Written by Rick Higginson
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Topics: France, Sport

Sunday, 21 March 2004

image for Cycling Federations to Ban Soda
The "Real Thing" may be real dangerous

PARIS, France - Following reports that Italian Cycling great Marco Pantani died as a direct result of a coke overdose, both the United States Cycling Federation and the Amaury Sport Organization have moved to ban all soda beverages from the team tables.

Jean-Marie Leblanc, head of the AMO which organizes the Tour de France, cycling's largest and most prestigious event, issued this statement.

"For years, we have fought to keep cycling clean of performance enhancing drugs. Who would have guessed that we had overlooked such an obvious but dangerous substance? Monsieur Pantani was one of this sport's finest riders, having won Le Tour de France in 1998. How sad to think we might still have him today had he been imbibing in Gatorade instead of Coke! You can be sure we shall not repeat our past mistake, and for this year's racing season, we shall be watching closely to be certain that none of the riders are sneaking a Pepsi when we are not looking!"

The news did not sit well with long time Tour de France sponsor Coca Cola Corporation, though. While the soft-drink giant also produces the sport drink Powerade, it is the Coca Cola brand that is the corporation's powerhouse. At a Press Conference held at their Atlanta, Georgia headquarters, the beverage conglomerate disputed the allegations that its products were in any way responsible for the death of the Italian Cycling Hero.

"The Coca Cola Corporation is saddened by the news of Marco Pantani's passing, and is distressed by the autopsy findings that suggest our product is in any way related to his early demise. While we admit that our product can be addicting, years of study has shown that Coke is perfectly safe when consumed in moderate quantities by responsible drinkers. We are appalled that the USCF and the ASO would seek to deny professional cyclists their freedom of choice when it comes to what they drink with their meals.

In the light of the USCF's and ASO's decision to ban our products from cycling events, we may have to rethink our sponsorship of the Tour de France. After all, it would send a conflciting message to young cyclists everywhere if a company that produces a banned substance maintained such a high dollar, high profile presence at these events."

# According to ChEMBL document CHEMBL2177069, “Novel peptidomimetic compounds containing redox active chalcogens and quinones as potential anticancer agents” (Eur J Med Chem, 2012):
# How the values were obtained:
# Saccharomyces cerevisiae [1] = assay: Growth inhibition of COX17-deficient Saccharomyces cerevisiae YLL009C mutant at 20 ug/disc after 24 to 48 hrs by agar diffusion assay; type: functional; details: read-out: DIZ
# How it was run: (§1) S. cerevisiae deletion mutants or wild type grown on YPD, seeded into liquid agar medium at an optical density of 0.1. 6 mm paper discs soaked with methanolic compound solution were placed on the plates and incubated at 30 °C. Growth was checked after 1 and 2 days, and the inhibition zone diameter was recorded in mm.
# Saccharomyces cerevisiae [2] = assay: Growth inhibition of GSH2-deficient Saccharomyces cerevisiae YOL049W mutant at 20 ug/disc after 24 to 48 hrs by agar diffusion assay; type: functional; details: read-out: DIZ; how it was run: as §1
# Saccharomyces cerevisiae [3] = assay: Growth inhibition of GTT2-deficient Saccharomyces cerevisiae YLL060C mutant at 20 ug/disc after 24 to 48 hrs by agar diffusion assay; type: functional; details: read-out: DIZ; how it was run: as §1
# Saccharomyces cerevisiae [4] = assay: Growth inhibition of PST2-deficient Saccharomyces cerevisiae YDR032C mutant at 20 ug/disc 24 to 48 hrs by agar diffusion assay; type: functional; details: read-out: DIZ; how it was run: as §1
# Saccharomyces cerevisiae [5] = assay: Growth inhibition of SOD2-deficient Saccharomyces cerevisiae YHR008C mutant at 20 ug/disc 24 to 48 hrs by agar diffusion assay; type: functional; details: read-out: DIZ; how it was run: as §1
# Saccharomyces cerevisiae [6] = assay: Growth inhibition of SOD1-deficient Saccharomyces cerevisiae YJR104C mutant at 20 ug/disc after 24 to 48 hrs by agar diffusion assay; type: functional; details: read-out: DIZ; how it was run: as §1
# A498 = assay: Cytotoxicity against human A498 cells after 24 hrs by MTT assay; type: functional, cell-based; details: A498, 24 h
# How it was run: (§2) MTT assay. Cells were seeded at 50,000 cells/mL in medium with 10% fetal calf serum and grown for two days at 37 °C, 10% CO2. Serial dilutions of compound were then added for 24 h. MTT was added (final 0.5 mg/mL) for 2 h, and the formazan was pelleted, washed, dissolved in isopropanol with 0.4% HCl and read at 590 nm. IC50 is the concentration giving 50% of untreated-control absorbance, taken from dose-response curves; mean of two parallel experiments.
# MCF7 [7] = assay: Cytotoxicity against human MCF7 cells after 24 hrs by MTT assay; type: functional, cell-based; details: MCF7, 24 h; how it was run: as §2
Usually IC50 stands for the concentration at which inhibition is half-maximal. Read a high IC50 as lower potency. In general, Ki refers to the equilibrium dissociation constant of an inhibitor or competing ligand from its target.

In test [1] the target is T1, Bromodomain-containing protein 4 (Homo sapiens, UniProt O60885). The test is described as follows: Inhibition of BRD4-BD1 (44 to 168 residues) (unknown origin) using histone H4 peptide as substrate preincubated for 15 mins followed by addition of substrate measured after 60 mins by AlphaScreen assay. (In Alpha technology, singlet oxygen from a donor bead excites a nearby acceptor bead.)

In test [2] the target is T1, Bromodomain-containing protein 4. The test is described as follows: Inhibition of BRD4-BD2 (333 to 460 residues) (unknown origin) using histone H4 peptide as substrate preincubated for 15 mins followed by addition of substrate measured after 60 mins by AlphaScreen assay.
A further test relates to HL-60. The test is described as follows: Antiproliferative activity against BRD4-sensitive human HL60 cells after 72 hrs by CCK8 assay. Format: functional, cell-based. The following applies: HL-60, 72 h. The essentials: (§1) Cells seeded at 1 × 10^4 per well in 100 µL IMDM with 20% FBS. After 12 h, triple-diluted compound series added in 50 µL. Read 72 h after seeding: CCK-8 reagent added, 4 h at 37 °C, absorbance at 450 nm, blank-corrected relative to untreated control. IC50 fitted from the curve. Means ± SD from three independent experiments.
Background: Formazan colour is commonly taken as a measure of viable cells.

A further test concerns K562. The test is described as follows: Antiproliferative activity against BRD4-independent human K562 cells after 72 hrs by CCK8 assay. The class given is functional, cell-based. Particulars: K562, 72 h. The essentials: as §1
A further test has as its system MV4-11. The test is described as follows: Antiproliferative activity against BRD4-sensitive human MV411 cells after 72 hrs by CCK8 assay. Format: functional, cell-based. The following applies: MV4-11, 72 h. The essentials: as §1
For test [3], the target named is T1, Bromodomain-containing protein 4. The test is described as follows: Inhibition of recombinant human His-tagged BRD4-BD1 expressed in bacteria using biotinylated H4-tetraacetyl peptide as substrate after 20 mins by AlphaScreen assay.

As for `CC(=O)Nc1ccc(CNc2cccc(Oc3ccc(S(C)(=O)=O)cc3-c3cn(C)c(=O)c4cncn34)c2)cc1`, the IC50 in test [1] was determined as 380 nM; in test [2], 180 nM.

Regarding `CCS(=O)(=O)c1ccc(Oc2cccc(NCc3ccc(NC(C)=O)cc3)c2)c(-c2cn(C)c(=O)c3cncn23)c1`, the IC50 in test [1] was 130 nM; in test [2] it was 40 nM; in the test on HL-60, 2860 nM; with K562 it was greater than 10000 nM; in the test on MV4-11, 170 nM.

The Tour de France, especially, has been very sensitive about any allegations of doping in recent years, since several high profile scandals involving performance enhancing substances marred the Tour's image some years ago. Tour participants are regularly and randomly subjected to both blood and urine tests to determine if and banned substances are being used. Lance Armstrong, 5 time winner of the illustrious Tour and current reigning champion, has been subjected to more blood and urine tests while riding than he ever was during his stringent treatments to defeat testicular and brain cancer in the 90's. Commented one Postal Team mechanic concerning the number of tests Armstrong has endured, "By the end of the Tour, they've poked his arm so many times he looks like a skid-row heroin junkie, he's got so many 'track marks'. I don't know why they don't just put in a permanent spigot on his vein."

Reached in Europe, where he is currently preparing for the 2004 Tour, Armstrong had only this to say, "Let 'em check me all they want. They've never found anything illegal in my system yet, and they're never going to. Even if I have to give up my Shiner Bock's, they're never going to disqualify me from the Tour for substance abuse!"

Armstrong, only the second man in the history of the Tour de France to win 5 consecutive titles, will attempt to become the first rider to ever win 6 TdF championships when the Tour begins in July of this year. Leblanc promises that Tour Officials will watch closely to be sure he doesn't try and gain an unfair and dangerous advantage by drinking Coke before or during the race.

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